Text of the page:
316 the same compiled pattern can safely be used by several threads at once.
317 .P
318 If the just-in-time optimization feature is being used, it needs separate
319 memory stack areas for each thread. See the
320 .\" HREF
321 \fBpcrejit\fP
322 .\"
323 documentation for more details.
324 .
325 .
327 .rs
328 .sp
329 The compiled form of a regular expression can be saved and re-used at a later
330 time, possibly by a different program, and even on a host other than the one on
331 which it was compiled. Details are given in the
332 .\" HREF
333 \fBpcreprecompile\fP
334 .\"
335 documentation. However, compiling a regular expression with one version of PCRE
336 for use with a different version is not guaranteed to work and may cause
337 crashes.
338 .
339 .
341 .rs
342 .sp
343 .B int pcre_config(int \fIwhat\fP, void *\fIwhere\fP);
344 .PP
345 The function \fBpcre_config()\fP makes it possible for a PCRE client to
346 discover which optional features have been compiled into the PCRE library. The
347 .\" HREF
348 \fBpcrebuild\fP
349 .\"
350 documentation has more details about these optional features.
351 .P
352 The first argument for \fBpcre_config()\fP is an integer, specifying which
353 information is required; the second argument is a pointer to a variable into
354 which the information is placed. The following information is available:
355 .sp
357 .sp
358 The output is an integer that is set to one if UTF-8 support is available;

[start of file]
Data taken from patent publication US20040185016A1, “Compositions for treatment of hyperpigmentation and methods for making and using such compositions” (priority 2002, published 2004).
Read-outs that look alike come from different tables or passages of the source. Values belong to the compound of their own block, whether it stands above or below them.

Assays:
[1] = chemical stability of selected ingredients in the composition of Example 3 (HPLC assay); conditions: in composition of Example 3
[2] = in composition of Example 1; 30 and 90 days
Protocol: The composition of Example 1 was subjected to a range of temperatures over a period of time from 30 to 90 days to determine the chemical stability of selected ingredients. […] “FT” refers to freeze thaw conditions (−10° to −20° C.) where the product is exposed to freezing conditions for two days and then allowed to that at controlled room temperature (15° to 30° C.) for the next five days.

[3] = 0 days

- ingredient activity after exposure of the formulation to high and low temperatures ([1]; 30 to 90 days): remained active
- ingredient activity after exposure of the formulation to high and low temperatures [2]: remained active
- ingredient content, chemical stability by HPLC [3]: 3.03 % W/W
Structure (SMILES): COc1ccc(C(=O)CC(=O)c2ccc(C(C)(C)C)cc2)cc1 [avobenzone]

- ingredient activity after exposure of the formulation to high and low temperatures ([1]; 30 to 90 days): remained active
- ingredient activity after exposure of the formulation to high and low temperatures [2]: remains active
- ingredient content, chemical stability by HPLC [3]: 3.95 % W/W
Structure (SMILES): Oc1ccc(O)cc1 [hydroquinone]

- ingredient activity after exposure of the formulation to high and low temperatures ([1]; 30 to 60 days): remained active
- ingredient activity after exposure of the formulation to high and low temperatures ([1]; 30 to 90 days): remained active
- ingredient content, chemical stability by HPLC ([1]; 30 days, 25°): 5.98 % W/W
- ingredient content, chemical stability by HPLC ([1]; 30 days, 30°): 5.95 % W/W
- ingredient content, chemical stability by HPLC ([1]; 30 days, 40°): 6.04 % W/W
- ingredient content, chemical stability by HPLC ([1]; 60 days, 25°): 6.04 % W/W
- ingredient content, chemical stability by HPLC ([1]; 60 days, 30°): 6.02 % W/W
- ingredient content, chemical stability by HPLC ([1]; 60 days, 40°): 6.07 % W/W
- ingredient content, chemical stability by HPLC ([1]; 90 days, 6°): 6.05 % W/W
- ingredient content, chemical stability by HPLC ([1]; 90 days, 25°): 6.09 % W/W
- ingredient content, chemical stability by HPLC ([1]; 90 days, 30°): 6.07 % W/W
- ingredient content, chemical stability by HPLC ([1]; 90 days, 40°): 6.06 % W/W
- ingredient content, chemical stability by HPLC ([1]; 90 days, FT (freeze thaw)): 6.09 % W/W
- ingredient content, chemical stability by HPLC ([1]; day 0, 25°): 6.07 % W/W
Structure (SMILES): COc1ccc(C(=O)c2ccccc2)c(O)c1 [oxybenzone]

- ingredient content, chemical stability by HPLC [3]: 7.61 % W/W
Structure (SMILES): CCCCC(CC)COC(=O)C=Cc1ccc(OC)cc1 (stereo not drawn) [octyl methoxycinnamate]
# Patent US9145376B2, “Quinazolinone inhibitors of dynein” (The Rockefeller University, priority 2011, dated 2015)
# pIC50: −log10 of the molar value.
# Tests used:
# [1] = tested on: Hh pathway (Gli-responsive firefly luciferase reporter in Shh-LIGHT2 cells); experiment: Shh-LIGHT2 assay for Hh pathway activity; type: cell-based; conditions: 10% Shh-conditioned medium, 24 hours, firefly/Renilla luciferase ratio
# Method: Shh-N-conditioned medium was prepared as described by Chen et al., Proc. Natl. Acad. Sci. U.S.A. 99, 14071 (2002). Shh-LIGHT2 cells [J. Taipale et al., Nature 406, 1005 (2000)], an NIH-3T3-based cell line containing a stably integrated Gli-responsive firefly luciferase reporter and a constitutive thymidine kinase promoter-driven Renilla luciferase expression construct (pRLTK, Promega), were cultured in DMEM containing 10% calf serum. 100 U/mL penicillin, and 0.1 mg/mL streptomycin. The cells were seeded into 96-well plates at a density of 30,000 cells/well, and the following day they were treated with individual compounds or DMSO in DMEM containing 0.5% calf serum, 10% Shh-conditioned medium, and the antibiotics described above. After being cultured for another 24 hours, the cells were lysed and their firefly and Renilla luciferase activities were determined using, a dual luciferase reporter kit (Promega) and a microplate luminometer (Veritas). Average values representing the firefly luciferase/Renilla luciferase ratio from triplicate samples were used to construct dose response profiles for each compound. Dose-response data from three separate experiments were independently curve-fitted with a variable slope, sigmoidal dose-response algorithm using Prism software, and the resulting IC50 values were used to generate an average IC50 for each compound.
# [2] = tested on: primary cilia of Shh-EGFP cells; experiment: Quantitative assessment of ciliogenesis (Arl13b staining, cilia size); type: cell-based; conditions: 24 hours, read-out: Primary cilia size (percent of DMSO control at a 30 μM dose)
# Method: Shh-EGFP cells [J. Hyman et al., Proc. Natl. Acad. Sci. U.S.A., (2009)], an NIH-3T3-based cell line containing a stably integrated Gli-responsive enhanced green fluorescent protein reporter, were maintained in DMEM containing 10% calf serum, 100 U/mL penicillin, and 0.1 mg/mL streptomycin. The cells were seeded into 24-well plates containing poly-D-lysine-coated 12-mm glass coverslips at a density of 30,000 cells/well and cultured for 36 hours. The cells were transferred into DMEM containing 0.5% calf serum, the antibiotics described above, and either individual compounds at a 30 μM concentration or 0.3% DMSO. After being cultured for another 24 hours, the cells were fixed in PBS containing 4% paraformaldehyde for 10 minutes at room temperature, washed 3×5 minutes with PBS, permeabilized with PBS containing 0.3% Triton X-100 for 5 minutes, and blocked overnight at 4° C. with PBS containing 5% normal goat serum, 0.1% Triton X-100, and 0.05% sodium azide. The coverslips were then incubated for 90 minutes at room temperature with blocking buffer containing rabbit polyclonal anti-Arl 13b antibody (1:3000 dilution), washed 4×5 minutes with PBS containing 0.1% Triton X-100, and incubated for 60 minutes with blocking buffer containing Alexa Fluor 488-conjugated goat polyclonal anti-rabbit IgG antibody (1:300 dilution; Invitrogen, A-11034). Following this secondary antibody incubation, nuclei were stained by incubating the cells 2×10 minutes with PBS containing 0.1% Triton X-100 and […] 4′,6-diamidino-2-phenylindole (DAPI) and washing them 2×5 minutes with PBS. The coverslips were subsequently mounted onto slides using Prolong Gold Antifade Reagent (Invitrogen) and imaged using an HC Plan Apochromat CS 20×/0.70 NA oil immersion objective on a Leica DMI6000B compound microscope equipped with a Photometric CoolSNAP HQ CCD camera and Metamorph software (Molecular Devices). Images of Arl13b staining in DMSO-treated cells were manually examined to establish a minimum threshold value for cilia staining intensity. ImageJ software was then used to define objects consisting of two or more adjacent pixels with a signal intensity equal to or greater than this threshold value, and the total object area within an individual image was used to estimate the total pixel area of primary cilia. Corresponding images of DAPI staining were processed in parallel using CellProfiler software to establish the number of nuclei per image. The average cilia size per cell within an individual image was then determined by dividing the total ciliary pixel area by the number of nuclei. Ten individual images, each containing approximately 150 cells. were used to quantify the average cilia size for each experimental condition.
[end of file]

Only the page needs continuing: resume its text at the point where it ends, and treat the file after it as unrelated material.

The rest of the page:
359 otherwise it is set to zero.
360 .sp
362 .sp
363 The output is an integer that is set to one if support for Unicode character
364 properties is available; otherwise it is set to zero.
365 .sp
367 .sp
368 The output is an integer that is set to one if support for just-in-time
369 compiling is available; otherwise it is set to zero.
370 .sp
372 .sp
373 The output is an integer whose value specifies the default character sequence
374 that is recognized as meaning "newline". The four values that are supported
375 are: 10 for LF, 13 for CR, 3338 for CRLF, -2 for ANYCRLF, and -1 for ANY.
376 Though they are derived from ASCII, the same values are returned in EBCDIC
377 environments. The default should normally correspond to the standard sequence
378 for your operating system.
379 .sp
381 .sp
382 The output is an integer whose value indicates what character sequences the \eR
383 escape sequence matches by default. A value of 0 means that \eR matches any
384 Unicode line ending sequence; a value of 1 means that \eR matches only CR, LF,
385 or CRLF. The default can be overridden when a pattern is compiled or matched.
386 .sp
388 .sp
389 The output is an integer that contains the number of bytes used for internal
390 linkage in compiled regular expressions. The value is 2, 3, or 4. Larger values
391 allow larger regular expressions to be compiled, at the expense of slower
392 matching. The default value of 2 is sufficient for all but the most massive
393 patterns, since it allows the compiled pattern to be up to 64K in size.
394 .sp
396 .sp
397 The output is an integer that contains the threshold above which the POSIX
398 interface uses \fBmalloc()\fP for output vectors. Further details are given in
399 the
400 .\" HREF